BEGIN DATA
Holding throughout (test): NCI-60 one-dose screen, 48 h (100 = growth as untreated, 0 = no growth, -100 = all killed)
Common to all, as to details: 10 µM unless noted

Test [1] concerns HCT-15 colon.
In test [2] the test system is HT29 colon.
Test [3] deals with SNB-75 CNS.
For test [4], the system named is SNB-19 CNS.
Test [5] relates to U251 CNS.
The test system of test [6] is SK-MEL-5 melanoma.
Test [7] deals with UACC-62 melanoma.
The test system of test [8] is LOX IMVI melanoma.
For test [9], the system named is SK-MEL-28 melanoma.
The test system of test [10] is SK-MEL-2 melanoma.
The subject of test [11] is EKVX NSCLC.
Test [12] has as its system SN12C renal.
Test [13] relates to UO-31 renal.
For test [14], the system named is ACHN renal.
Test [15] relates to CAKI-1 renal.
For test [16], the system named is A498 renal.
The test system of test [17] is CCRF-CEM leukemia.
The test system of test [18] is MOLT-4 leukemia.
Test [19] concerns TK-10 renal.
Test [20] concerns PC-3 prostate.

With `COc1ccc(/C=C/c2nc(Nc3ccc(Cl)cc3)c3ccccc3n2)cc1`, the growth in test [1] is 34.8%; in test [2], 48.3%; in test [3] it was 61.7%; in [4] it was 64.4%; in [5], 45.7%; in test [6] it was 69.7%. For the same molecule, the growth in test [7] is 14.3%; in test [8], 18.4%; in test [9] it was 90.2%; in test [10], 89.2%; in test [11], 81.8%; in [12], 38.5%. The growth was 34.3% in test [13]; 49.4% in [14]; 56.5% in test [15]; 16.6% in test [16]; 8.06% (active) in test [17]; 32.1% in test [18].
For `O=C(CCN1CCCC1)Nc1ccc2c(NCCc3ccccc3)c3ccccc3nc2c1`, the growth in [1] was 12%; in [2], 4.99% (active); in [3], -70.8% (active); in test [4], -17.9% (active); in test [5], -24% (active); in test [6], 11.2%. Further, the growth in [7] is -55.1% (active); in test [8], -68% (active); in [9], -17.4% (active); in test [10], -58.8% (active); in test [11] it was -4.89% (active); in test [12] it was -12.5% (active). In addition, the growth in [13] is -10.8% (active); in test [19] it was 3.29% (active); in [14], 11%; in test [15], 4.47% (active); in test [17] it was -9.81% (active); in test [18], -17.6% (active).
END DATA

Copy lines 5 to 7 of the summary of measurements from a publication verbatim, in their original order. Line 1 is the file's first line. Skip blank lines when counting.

Test [3] deals with SNB-75 CNS.
For test [4], the system named is SNB-19 CNS.
Test [5] relates to U251 CNS.